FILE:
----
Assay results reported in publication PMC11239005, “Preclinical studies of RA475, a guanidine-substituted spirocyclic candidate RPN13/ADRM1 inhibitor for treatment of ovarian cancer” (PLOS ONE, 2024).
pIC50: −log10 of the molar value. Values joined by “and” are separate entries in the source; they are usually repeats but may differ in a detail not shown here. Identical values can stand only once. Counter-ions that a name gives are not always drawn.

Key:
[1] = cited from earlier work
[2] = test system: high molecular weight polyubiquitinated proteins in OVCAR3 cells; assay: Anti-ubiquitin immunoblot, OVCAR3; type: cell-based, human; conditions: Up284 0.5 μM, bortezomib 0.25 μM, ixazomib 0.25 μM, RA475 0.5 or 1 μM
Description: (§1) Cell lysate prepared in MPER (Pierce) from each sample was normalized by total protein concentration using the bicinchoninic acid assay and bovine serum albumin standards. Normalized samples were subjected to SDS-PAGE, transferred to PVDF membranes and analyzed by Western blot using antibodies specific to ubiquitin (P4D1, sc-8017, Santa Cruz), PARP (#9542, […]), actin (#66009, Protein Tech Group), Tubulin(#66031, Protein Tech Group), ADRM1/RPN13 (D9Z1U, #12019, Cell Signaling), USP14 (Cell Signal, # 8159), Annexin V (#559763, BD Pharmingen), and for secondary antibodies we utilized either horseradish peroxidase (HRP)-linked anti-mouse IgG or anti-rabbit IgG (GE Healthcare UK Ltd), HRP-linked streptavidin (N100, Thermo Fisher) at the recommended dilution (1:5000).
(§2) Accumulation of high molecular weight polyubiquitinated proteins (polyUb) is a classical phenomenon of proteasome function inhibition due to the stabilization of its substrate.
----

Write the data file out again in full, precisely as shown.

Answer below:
Assay results reported in publication PMC11239005, “Preclinical studies of RA475, a guanidine-substituted spirocyclic candidate RPN13/ADRM1 inhibitor for treatment of ovarian cancer” (PLOS ONE, 2024).
pIC50: −log10 of the molar value. Values joined by “and” are separate entries in the source; they are usually repeats but may differ in a detail not shown here. Identical values can stand only once. Counter-ions that a name gives are not always drawn.

Key:
[1] = cited from earlier work
[2] = test system: high molecular weight polyubiquitinated proteins in OVCAR3 cells; assay: Anti-ubiquitin immunoblot, OVCAR3; type: cell-based, human; conditions: Up284 0.5 μM, bortezomib 0.25 μM, ixazomib 0.25 μM, RA475 0.5 or 1 μM
Description: (§1) Cell lysate prepared in MPER (Pierce) from each sample was normalized by total protein concentration using the bicinchoninic acid assay and bovine serum albumin standards. Normalized samples were subjected to SDS-PAGE, transferred to PVDF membranes and analyzed by Western blot using antibodies specific to ubiquitin (P4D1, sc-8017, Santa Cruz), PARP (#9542, […]), actin (#66009, Protein Tech Group), Tubulin(#66031, Protein Tech Group), ADRM1/RPN13 (D9Z1U, #12019, Cell Signaling), USP14 (Cell Signal, # 8159), Annexin V (#559763, BD Pharmingen), and for secondary antibodies we utilized either horseradish peroxidase (HRP)-linked anti-mouse IgG or anti-rabbit IgG (GE Healthcare UK Ltd), HRP-linked streptavidin (N100, Thermo Fisher) at the recommended dilution (1:5000).
(§2) Accumulation of high molecular weight polyubiquitinated proteins (polyUb) is a classical phenomenon of proteasome function inhibition due to the stabilization of its substrate.